The 15-year-old who allegedly brought a gun to his Michigan high school and opened fire, killing four people and injuring seven more, has been charged with 24 crimes, including terrorism and first-degree murder, a county prosecutor announced Wednesday.
The Oxford High School sophomore faces one count of terrorism causing death, four counts of first-degree murder, seven counts of assault with intent to murder, and 12 counts of possession of a firearm in commitment of a felony. He will be tried as an adult and could be sentenced to life in prison.
Oakland County Prosecutor Karen McDonald and law enforcement officials on Wednesday said that they have found evidence to suggest that the suspected shooter, identified as Ethan Crumbley, planned the attack and purposefully set out to kill students.
Evidence from the suspected shooter's cellphone includes two separate videos the teenager made the night before the incident "wherein he talked about shooting and killing students the next day at Oxford High School," Oakland County Sheriff's Lt. Tim Willis said in an arraignment hearing.
A journal was also recovered from the suspect's backpack detailing his desire to "shoot up the school to include murdering students," Willis said.
"There are facts leading up to the shooting that suggest this was not an impulsive act," McDonald said. "We have charged four counts of first-degree murder, which require premeditation. And I am absolutely sure after reviewing the evidence that it isn’t even a close call. It was absolutely premeditated."
In a press conference yesterday, Oakland County Undersheriff Michael McCabe said police were notified of an active shooter situation at Oxford High School at approximately 12:51 p.m. on Tuesday. Crumbley was arrested approximately five minutes after the first call came in, he said. Law enforcement has identified the victims as Tate Myre, 16, Hana St. Juliana, 14, Madisyn Baldwin, 17, and Justin Shilling, 17.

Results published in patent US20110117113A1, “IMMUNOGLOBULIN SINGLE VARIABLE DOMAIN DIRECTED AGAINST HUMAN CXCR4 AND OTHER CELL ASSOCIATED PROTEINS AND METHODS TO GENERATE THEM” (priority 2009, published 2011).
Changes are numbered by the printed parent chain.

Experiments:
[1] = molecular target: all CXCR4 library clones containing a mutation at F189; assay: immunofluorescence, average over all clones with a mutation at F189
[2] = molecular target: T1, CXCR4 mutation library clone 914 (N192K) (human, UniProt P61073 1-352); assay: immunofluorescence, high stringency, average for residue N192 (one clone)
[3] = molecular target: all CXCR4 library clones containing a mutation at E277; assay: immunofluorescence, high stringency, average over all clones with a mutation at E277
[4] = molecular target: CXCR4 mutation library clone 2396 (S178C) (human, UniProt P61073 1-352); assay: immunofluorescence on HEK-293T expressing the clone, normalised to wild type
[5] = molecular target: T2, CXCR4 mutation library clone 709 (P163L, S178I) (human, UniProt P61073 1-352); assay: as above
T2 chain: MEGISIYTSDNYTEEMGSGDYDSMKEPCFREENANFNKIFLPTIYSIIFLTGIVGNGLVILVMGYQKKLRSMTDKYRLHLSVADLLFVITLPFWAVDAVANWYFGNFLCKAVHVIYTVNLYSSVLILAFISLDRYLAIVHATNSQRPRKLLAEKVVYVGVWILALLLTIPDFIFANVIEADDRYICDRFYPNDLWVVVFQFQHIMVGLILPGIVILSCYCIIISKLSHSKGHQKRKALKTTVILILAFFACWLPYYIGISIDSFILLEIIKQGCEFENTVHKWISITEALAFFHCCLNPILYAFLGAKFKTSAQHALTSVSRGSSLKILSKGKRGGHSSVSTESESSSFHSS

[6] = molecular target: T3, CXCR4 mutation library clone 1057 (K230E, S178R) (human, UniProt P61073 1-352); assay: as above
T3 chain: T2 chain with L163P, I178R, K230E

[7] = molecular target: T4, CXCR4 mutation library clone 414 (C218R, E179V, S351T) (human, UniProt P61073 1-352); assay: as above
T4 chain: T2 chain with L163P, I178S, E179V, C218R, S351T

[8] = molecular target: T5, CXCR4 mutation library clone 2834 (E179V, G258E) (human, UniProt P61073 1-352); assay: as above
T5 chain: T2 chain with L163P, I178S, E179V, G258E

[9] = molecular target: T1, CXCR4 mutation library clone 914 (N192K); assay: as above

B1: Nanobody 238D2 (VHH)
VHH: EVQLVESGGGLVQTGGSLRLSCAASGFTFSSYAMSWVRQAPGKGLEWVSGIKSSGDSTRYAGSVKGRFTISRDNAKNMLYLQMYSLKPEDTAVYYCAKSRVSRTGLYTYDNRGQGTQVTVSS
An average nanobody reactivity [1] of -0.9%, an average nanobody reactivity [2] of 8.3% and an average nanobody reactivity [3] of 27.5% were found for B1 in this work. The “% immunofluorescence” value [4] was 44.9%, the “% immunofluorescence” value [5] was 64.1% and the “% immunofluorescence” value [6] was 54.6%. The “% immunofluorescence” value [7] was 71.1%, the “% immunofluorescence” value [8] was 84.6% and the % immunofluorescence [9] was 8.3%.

McDonald said that the terrorism charges were appropriate in this case because of the number of people who have been affected by the crime in addition to the four dead and seven injured.
"What about the children who ran, screaming, hiding under desks?" McDonald said. "What about all the children at home right now who can’t eat and can’t sleep and can’t imagine a world where they could ever set foot back in that school? Those are victims too and so are their families and so is the community and the charge of terrorism reflects that."
In a press conference Wednesday, Sheriff Michael Bouchard said that the school had raised concerns about the 15-year-old the day before and the day of the shooting for "behavior in the classroom that they felt was concerning."
Although he declined to provide details on the behavior that prompted this concern, Bouchard said that teenager and his parents had a "face-to-face" meeting with school officials Tuesday — mere hours before the shooting.
The gun used in the attack was purchased by Crumbley's father four days beforehand, and Bouchard said that an investigation into the alleged shooter's parents is ongoing.
McDonald told reporters that charges may be filed against the shooter's parents depending on the results of that investigation. "We know that owning a gun means securing it properly and locking it and keeping the ammunition separate," she said.
The suspected shooter has invoked his right to remain silent and has yet to talk to law enforcement.
A Michigan judge on Wednesday ordered that the suspected shooter be moved from a juvenile facility to county jail. She denied bond.